Asian food

Curried away! Trying out MUJI’s new curry pouches for 5 straight days

Sophia Gonzaga

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Curried away! Trying out MUJI’s new curry pouches for 5 straight days
Butter chicken, dhal, or chicken masak lemak curry? There are 7 variants of MUJI's ready-to-eat curry pouches, only available at SM North EDSA!

MANILA, Philippines – MUJI and curry fans alike can now take home and try out MUJI’s new curry packs!

The ready-to-eat items followed the Japanese lifestyle brand’s in-store launch of its dine-in curry exclusively at SM North EDSA last June. The curry packs come in seven variants.

MUJI’s new SM North EDSA branch – which is the biggest so far in the Philippines – also hosts the largest MUJI Coffee Counter, which exclusively offers MUJI’s new curry rice meals along with coffee. The MUJI Curry line takes inspiration from Indian, Malaysian, and Thai curry recipes and blends them with the Japanese concept of curry rice, bringing to the table a hearty and comforting rice meal.

Curry in the comfort of home

The ready-to-heat-and-eat curry comes in small pouches reminiscent of sheet mask packaging, which makes them easy to fit into the freezer. All pouches are labeled with the kind of curry, as well as a five-point heat scale to indicate how spicy the dish is. MUJI says that the additive-free curry has no artifical colors or flavorings.

To prepare each dish, you have the option to put the contents of the pouch into a heat-safe container and pop it into the microwave, or simply submerge the sealed pouch in a pot of boiling water for a few minutes. I went for the boiling method. Throughout the five days of curry I had at home, I found that it didn’t take too long for the pouches to thaw, which makes the preparation extra convenient.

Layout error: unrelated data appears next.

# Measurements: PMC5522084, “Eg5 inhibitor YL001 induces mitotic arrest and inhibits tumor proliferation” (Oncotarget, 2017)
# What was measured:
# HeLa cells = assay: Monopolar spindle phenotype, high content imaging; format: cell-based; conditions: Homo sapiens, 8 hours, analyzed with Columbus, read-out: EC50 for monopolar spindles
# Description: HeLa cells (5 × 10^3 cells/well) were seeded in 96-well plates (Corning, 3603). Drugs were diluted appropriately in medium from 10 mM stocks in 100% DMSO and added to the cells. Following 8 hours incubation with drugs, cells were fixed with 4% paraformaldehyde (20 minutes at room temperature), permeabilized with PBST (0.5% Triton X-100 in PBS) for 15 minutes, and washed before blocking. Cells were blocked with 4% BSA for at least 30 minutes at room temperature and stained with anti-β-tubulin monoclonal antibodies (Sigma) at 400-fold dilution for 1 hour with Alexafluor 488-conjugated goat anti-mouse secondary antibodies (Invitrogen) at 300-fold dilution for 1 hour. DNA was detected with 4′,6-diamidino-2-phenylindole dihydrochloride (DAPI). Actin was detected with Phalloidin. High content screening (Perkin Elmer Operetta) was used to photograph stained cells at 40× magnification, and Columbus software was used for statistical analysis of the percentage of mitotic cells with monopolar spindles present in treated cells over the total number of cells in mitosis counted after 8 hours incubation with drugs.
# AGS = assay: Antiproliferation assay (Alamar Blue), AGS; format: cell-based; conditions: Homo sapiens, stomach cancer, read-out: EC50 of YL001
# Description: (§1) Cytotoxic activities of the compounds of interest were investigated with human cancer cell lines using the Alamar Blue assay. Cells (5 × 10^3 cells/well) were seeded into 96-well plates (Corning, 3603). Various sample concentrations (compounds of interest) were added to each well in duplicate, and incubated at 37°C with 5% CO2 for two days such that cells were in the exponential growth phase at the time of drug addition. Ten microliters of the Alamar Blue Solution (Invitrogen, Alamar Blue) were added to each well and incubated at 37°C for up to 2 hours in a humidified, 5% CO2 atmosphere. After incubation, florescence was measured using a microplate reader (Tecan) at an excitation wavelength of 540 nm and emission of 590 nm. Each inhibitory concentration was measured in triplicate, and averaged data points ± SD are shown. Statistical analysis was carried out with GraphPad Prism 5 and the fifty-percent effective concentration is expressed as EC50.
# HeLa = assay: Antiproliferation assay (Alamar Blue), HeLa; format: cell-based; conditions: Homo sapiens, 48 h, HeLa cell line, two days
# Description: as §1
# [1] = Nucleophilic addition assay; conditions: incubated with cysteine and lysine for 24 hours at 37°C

On my first night, I had the North Indian Chicken Keema Curry (P195). After heating the pouch, I poured out the very fragrant curry into a bowl and was honestly surprised at the lack of chicken.

CHICKEN KEEMA CURRY. Photo by Sophia Gonzaga/Rappler

The keema curry contains minced chicken, garlic, ginger, and garam masala, which is a spice blend that typically consists of cloves, cinnamon, cardamom, cumin, coriander, nutmeg, bay leaf, mace, and black pepper. Rich with these spices, the soup has a gloopy consistency and is flavorful. It also has a spiciness that builds up as you eat more, which makes its spicy score of three accurate. Paired with rice, the curry serves two people. However, I wish there were more bits of chicken to go with it to make the dish less soupy.

For lunch the following day, I had the Prawn Curry (P235), which had bamboo shoots, coconut milk, coriander, turmeric, and two pieces of shrimp. The sauce was thinner in consistency, and reminded me a bit of laksa due to the coconut milk used. This was a slightly creamy curry that wasn’t shy of the spices.

PRAWN CURRY. Photo by Sophia Gonzaga/Rappler

Just like the lack of chicken in the keema curry, I was underwhelmed with the amount of shrimp in this dish; but I did appreciate the addition of bamboo shoots. I also thought that the prawn curry was also only mildly spicy compared to the keema curry, even though they have the same spicy rating of three.